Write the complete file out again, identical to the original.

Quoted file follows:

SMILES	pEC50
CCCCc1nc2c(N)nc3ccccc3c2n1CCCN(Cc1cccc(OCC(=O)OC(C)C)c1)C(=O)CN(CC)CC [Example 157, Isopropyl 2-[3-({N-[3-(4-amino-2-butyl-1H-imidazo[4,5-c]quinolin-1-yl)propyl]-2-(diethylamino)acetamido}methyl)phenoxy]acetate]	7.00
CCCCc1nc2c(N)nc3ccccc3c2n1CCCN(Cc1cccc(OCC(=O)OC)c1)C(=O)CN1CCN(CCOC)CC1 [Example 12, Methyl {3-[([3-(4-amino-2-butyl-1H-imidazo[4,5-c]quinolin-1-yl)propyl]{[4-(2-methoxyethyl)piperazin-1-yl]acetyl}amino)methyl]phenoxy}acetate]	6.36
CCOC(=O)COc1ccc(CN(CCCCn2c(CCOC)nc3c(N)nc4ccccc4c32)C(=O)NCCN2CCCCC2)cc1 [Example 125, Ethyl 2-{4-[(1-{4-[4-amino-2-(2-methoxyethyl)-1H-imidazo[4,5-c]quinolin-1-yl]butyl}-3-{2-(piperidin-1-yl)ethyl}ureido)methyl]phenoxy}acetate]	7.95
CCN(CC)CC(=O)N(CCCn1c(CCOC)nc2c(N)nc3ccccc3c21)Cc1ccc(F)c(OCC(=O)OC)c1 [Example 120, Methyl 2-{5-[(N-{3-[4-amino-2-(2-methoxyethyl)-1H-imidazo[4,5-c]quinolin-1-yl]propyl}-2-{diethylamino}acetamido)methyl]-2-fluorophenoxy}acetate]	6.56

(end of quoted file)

SMILES	pEC50
CCCCc1nc2c(N)nc3ccccc3c2n1CCCN(Cc1cccc(OCC(=O)OC(C)C)c1)C(=O)CN(CC)CC [Example 157, Isopropyl 2-[3-({N-[3-(4-amino-2-butyl-1H-imidazo[4,5-c]quinolin-1-yl)propyl]-2-(diethylamino)acetamido}methyl)phenoxy]acetate]	7.00
CCCCc1nc2c(N)nc3ccccc3c2n1CCCN(Cc1cccc(OCC(=O)OC)c1)C(=O)CN1CCN(CCOC)CC1 [Example 12, Methyl {3-[([3-(4-amino-2-butyl-1H-imidazo[4,5-c]quinolin-1-yl)propyl]{[4-(2-methoxyethyl)piperazin-1-yl]acetyl}amino)methyl]phenoxy}acetate]	6.36
CCOC(=O)COc1ccc(CN(CCCCn2c(CCOC)nc3c(N)nc4ccccc4c32)C(=O)NCCN2CCCCC2)cc1 [Example 125, Ethyl 2-{4-[(1-{4-[4-amino-2-(2-methoxyethyl)-1H-imidazo[4,5-c]quinolin-1-yl]butyl}-3-{2-(piperidin-1-yl)ethyl}ureido)methyl]phenoxy}acetate]	7.95
CCN(CC)CC(=O)N(CCCn1c(CCOC)nc2c(N)nc3ccccc3c21)Cc1ccc(F)c(OCC(=O)OC)c1 [Example 120, Methyl 2-{5-[(N-{3-[4-amino-2-(2-methoxyethyl)-1H-imidazo[4,5-c]quinolin-1-yl]propyl}-2-{diethylamino}acetamido)methyl]-2-fluorophenoxy}acetate]	6.56